COOPERATIVE EXTENSION WORK IN AGRICULTURE AND HOME ECONOMICS
STATE OF FLORIDA
COLLEGE OF AGRICULTURE, AGRICULTURAL EXTENSION *SERVICE
UNIVERSITY OF FLORIDA. AND e Co Spec*iali COUNTY AGENT AND
UNITED STATES DEPARTMENT Vo HO DEMONSTRATION WORK
OF AGRICULTURE, COOPERATING A GAINESVILLE, FLORIDA
April 13, 1956
MR. COUNTY AGENT:
Several vegetable field days are scheduled. Growers appreciate advance notice.
April 19; 9:30 AM SUB-TROPICAL STATION, HOiESTEAD (HIGHLANDS),
April 26; 1:30 PM IMDIAN RIVER LABORATORY, FT. PIERCE
May 17; 9:15 AM EVERGIADES STATION, BELLE GLADE
May 9;10:30 AM GULF COAST EXPERIMENT STATION, BRADENTON
On request, copies of the recent field day programs at Hastings and Ft. Lauder-
dale can be supplied.
We called on Dr. Jim Crall of the Watermelon and Grape Investigations Laboratory
at Leesburg to review tests carried out some years ago at that location. A number of
inquiries were received on this topic last year, and we'd like to help you anticipate
answers for these that will likely come your way this season.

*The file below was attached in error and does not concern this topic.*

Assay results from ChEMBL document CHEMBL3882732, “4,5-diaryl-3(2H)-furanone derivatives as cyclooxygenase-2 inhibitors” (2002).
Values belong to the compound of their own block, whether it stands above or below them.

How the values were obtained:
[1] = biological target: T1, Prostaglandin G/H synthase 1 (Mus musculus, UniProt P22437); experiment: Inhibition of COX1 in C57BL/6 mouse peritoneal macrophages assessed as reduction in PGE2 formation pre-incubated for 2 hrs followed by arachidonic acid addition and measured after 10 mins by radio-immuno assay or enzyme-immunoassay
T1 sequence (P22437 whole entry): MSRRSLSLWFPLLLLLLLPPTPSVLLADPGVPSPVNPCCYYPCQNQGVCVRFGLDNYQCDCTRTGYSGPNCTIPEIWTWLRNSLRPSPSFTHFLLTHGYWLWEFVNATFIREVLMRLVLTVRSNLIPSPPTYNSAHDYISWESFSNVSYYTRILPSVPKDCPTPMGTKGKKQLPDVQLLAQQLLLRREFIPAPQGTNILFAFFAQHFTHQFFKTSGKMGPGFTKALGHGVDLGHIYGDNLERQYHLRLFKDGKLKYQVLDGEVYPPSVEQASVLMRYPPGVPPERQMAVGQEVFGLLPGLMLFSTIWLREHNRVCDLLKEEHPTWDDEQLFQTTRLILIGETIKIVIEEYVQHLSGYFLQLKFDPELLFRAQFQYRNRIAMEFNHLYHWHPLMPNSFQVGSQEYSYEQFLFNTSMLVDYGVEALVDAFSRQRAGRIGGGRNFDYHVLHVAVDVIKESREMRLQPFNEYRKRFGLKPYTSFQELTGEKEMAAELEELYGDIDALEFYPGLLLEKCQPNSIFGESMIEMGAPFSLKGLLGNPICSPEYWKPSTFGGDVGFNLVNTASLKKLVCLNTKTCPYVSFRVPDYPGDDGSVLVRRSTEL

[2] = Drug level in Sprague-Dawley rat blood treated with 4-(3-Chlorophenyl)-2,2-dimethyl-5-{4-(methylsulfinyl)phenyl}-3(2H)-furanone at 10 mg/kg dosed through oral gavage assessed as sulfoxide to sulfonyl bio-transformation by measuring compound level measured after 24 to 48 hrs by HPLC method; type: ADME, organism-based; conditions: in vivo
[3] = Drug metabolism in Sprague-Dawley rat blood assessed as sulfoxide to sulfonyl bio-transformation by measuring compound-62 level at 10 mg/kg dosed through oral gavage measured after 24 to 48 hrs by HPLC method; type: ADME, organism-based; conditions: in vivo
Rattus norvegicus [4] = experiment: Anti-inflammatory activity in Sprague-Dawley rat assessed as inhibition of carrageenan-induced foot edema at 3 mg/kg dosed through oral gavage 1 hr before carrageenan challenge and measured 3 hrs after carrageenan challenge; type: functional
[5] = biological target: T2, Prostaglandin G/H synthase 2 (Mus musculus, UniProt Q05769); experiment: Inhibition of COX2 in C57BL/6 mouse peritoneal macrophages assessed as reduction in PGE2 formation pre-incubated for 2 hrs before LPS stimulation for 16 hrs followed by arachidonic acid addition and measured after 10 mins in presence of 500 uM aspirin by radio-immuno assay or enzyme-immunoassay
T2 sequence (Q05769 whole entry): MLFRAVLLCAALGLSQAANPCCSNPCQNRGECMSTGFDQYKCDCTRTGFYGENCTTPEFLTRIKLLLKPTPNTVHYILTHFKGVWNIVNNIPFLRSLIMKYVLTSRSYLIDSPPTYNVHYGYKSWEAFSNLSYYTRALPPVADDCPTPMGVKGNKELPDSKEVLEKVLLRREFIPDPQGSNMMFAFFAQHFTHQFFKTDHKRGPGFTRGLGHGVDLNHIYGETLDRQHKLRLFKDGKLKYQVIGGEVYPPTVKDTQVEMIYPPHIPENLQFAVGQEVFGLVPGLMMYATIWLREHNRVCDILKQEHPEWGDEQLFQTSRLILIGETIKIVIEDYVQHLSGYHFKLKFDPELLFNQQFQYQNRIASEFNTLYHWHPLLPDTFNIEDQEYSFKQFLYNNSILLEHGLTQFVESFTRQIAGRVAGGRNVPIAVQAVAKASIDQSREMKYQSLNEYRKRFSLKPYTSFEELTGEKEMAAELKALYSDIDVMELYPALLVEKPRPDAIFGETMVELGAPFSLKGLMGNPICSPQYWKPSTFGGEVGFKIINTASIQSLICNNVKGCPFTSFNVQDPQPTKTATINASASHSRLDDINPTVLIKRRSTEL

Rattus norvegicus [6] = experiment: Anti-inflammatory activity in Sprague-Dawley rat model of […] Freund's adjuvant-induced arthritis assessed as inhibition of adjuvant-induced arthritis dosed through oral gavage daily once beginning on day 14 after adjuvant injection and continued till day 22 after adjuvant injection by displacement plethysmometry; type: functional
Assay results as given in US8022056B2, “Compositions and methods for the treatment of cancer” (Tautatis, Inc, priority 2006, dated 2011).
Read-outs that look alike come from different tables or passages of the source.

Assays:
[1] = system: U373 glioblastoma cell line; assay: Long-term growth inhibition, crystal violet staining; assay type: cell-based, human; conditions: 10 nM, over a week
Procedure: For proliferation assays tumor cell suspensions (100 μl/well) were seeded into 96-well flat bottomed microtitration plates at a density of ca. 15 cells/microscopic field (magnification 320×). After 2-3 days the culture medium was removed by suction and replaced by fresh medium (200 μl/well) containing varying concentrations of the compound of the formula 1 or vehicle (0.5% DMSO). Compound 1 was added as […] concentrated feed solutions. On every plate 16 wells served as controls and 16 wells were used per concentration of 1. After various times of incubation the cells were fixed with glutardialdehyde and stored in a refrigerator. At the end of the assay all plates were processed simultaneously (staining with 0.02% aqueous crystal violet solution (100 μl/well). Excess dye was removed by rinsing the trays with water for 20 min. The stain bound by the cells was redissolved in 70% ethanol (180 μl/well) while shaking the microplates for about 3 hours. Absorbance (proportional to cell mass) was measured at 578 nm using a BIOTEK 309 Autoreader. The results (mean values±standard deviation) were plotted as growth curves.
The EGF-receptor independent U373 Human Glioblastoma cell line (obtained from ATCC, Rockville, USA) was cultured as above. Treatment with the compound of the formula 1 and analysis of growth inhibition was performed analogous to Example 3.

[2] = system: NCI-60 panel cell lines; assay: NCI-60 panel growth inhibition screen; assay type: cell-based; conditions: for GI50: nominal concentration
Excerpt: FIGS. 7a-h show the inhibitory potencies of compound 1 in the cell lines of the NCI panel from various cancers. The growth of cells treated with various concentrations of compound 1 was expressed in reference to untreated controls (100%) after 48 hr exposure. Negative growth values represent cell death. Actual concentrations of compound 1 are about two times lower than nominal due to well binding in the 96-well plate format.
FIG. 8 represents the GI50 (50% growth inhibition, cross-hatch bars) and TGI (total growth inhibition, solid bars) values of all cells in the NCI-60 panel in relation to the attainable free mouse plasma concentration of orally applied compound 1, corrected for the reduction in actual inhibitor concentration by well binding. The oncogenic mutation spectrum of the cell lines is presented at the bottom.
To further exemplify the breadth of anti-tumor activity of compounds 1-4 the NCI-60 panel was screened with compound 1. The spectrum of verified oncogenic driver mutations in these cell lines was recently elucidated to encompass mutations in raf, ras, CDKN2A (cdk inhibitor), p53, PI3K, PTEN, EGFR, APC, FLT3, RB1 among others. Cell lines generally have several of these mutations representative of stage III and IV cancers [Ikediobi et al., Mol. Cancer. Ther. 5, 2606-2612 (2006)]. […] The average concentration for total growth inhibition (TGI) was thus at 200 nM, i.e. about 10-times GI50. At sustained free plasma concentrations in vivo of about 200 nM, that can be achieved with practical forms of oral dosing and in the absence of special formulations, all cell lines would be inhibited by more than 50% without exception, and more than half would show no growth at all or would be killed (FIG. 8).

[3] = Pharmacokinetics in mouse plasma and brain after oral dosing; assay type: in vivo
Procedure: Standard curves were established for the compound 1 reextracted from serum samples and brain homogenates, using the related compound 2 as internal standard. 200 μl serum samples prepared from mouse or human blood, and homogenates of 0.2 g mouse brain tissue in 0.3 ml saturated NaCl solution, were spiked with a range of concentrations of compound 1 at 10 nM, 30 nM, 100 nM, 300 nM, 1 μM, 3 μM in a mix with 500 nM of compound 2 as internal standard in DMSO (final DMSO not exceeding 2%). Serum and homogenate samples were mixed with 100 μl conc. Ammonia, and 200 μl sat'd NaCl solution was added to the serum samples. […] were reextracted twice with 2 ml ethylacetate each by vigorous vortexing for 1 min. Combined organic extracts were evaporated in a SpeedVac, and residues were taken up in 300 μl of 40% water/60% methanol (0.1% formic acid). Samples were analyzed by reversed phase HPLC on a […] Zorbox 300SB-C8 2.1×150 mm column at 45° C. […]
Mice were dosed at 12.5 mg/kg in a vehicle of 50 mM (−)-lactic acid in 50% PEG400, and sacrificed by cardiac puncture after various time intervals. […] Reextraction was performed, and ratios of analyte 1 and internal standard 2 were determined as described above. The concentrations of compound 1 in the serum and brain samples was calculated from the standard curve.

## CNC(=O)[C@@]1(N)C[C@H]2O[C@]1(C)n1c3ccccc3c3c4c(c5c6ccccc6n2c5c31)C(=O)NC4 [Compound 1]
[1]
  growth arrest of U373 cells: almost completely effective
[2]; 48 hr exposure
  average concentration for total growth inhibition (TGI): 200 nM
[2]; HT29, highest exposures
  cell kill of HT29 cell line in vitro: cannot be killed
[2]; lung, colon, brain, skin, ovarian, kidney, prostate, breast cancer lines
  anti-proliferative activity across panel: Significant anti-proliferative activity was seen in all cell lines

"....use of a lime paste was found to reduce sunburning of watermelons. Two pound
of hydrated lime was mixed well in a gallon of water and applied on the exposed upper
surface of maturing melons with a rag swab or brush.
"The lime paste did not eliminate sunburning altogether, but at the two pounds
per gallon rate sunburning was reduced from 75% to 25%. With a thinner lime paste
( pound per gallon) about 70% of the melons sunburned, almost as many as if no
paste at all was used.
"The application of lime must be made prior to the bleaching that preceded sun-
burning or it is ineffective. The paste can readily be removed from the melons with
a moist rag at the time the melons are ready for marketing. The cost of this sunburn
protection is little more than the cost of labor involved."
MECHANICAL BEAN HARVESTING: insurmountable?
Being a constant witness to the mechanical genius of Florida's vegetable industry,
we thought you'd be interested in some comments from some ofthe pioneers in develop-
ment of the mechanical 'bcan harvesters. Ever wonder what might happen if these ma-